The van that was supposed to drive us to the most northern port on the island (which is an hour away) FINALLY shows up two hours late. And only fits 8 of the 12 people... So a portion of the group piles into the van with our heavy AF luggage on top of us and they send for another van to pick up the rest. K, at this point people are starting to get antsy and frustrated. Whatever, let it go, we’re on our merry way.
Or so we thought.
We finally make it to the port only to be told that the big boat that was chartered for us had broken down in the middle of the ocean that morning. I’m sorry, WHAT?
No big deal - they say they’re sending two smaller boats for us. “It’ll be here in 10 minutes” they said.
10 minutes eh? Do you guys see the pattern here? Filipino time is FAR from accurate.
After an hour of waiting at the port in a tiny village and being harassed by Arthur, a drunk Polish drug addict who had been stranded in the Philippines for 3 years, telling us tales of kidnappings and murders in Manila, the boats finally show up. They group the four of us with a guy from the UK on one boat, which we had to walk 100 meters out into the water from the shore with our luggage on our backs to get to. But it isn’t until we finally get onto the boat, that we realize it’s actually a fishing boat with two captains that don’t speak a word of English.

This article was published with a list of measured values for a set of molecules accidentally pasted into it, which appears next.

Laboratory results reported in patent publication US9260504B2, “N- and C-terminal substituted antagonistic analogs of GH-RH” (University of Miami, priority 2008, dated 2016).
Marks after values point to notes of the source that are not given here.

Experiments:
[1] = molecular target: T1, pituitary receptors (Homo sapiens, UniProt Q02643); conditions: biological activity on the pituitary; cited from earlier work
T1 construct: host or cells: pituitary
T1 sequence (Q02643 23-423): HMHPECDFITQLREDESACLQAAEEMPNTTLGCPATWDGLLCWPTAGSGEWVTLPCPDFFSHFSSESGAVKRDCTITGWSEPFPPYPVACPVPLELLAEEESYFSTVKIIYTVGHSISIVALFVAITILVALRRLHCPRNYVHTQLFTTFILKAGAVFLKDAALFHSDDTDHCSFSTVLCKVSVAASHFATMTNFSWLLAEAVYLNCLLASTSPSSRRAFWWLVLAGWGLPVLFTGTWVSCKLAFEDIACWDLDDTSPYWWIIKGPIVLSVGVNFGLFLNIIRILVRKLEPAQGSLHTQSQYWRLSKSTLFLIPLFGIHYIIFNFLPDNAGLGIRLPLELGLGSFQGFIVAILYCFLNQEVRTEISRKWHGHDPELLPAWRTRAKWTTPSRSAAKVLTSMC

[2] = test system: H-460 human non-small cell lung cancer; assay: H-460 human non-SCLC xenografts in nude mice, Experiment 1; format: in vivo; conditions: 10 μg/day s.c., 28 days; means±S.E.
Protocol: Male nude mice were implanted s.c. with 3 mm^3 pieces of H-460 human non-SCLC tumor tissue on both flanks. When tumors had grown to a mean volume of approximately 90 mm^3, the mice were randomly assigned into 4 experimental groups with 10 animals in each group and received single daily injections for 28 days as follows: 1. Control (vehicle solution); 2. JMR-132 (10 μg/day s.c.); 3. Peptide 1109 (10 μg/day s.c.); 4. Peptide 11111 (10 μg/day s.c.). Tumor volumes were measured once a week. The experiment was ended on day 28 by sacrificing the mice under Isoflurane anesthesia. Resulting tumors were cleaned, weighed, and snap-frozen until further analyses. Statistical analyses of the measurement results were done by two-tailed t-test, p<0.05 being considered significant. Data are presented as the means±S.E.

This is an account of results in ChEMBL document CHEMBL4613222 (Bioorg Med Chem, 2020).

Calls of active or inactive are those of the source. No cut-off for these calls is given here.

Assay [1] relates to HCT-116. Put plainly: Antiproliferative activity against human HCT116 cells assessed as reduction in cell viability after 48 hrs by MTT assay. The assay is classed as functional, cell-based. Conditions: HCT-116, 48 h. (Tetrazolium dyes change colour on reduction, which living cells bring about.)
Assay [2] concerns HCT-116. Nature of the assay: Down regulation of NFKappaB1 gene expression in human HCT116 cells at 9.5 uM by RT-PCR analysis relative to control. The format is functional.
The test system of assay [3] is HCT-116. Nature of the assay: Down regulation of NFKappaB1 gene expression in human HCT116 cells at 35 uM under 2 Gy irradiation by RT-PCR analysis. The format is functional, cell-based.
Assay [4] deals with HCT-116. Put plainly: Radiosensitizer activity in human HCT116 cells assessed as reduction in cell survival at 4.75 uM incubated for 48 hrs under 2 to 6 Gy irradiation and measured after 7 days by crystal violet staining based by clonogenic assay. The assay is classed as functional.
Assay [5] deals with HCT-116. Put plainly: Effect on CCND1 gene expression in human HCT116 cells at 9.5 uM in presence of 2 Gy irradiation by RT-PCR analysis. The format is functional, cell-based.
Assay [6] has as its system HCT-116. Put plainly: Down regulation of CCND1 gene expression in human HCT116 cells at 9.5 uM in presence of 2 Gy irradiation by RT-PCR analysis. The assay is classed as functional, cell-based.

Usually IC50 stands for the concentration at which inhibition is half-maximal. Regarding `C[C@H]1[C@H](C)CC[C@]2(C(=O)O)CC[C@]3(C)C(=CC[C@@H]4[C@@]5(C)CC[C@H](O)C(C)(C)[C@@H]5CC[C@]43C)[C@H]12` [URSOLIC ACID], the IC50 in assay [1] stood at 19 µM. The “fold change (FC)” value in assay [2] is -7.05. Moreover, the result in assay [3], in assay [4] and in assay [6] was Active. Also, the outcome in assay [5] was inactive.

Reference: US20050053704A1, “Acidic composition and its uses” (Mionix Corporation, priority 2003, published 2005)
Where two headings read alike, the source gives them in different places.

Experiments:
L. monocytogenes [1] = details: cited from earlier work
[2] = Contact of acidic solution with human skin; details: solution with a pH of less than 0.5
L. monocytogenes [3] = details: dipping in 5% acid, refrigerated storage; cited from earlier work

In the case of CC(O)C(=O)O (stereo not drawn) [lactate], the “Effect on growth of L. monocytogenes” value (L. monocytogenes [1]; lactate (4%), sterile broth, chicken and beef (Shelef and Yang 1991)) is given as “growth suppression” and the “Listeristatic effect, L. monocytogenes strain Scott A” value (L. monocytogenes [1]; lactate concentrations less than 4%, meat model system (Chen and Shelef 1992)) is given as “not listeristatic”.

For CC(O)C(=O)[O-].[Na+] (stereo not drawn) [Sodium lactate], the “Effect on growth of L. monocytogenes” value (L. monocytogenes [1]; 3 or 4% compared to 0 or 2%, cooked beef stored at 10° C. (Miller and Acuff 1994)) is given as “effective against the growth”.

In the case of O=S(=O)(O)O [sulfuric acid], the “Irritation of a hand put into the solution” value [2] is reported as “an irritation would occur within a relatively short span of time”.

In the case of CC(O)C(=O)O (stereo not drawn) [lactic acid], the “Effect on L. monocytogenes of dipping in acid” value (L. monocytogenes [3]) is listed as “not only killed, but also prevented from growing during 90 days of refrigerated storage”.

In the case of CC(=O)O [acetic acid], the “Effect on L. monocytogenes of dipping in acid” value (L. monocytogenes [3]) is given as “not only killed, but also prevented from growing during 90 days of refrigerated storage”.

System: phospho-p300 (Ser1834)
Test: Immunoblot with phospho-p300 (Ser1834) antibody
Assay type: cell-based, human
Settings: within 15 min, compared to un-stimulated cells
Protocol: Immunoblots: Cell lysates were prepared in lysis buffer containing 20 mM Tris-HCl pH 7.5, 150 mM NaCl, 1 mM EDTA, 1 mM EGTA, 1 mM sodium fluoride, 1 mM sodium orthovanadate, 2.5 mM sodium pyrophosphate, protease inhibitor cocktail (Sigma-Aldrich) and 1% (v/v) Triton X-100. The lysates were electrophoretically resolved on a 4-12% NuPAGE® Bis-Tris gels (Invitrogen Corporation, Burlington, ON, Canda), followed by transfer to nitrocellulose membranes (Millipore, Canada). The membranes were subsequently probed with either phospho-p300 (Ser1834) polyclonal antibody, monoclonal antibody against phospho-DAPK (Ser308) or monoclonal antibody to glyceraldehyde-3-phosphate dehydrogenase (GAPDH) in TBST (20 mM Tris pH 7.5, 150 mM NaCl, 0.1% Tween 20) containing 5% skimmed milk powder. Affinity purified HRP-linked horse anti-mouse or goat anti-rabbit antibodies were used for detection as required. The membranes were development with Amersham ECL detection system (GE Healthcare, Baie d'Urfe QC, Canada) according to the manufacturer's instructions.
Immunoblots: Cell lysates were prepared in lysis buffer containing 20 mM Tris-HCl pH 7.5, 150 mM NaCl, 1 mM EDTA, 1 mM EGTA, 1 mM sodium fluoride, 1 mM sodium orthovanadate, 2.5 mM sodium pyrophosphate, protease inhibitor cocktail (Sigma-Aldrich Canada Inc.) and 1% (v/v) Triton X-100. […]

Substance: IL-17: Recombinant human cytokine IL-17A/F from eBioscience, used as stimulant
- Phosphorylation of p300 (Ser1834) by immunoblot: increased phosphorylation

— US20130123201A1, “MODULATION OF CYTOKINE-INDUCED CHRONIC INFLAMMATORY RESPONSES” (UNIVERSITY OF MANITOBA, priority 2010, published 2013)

At this point, we were feeling pretty uneasy but we had to stay on schedule, so we take off on our journey. But we quickly find out that this boat has a 45 HP engine that was going to take us ACROSS THE OCEAN.
If anything up until this point wasn’t enough of a sign to shy us away, then perhaps we should have listened to our gut when they had more men climb onboard to aggressively play tug of war with the rope that was attached to something below deck - something that we’d soon find out was the engine. This is how they start their boat? You betchya.
Was that enough of a sign? Not yet. Still wasn’t enough of a sign when the captains pulled the lifejackets out from below deck and a cockroach flung across the seats, or when they had us sit sprawled across the boat to help balance the weight out, or even when water started pouring into the boat when we hit big waves.